Often, leaders ask us to present “something new”, something that an audience hasn’t heard before, something that is on the cutting edge. And, those are always great, meaningful assignments. We love these “new” topics because we’re creative and innovative and they can be more fun than doing a program that we’ve done many times before.
However, I believe that there are many times that “new” gets in the way of the change that leaders are trying to lead.
When we assess organizations, we often find that the search for “new” can compete with discipline and accountability within the organization.
An example of an organization in which “new” gets in the way of success is one that rolls out new programs, initiatives, policies, etc. rather than assessing what worked, what didn’t and why what didn’t work didn’t work, learning from it and trying to make it stick before adding too much new to the mix. Another example is when a leader is rolling out the “business book du jour” before anyone in the organization can tell you what the previous one was about and what they are expected to do with it.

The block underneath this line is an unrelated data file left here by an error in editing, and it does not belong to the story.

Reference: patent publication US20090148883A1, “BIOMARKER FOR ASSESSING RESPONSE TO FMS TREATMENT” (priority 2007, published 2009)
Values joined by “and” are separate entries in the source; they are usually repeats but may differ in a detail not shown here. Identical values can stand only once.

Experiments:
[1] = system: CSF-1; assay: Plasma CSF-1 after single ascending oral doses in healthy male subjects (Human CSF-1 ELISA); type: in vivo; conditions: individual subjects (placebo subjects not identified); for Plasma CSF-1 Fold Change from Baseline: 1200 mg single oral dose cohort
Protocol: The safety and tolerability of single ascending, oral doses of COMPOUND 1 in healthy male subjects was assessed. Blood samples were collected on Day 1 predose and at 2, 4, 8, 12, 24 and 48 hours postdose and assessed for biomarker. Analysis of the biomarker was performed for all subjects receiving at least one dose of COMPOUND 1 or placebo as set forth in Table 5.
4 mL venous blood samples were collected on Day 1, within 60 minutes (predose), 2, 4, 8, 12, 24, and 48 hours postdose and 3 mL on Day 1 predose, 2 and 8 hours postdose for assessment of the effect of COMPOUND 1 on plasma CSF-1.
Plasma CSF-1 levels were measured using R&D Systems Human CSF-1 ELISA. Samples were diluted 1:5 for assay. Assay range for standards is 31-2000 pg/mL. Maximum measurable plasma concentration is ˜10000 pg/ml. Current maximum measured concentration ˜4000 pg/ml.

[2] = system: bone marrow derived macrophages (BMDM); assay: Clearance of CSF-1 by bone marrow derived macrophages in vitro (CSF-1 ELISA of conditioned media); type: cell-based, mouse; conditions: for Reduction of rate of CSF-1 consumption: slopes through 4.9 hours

It’s important to recognize that no matter how fast our world is turning, some things (many of the basics/fundamentals) take a certain amount of time. And, no matter what you try to do to expedite the process, you’re going to have to invest that time somewhere – up front, in the middle, at the end or over and over again until you get it right – there are no shortcuts.
It’s the time of year when you reflect on where you, your teams and your organization are today and where you’d like to be a year from now.
As you plan your year-end retreats and you develop your plans for next year, be mindful of the fact that new can get in the way. Work with your teams to identify the basic, non-negotiable skills (ex: effective meetings, teaming, service, etc.)that would have exponential ROI for you if you hunkered down and got it right each and every time vs. moving on to the next new trend.
><(("> Melissa Laughon
Melissa is a ><(("> Team Member at Catch Your Limit, a management consulting firm with offices in Tallahassee, Florida and Richmond, Virginia. To learn more, visit www.catchyourlimit.com.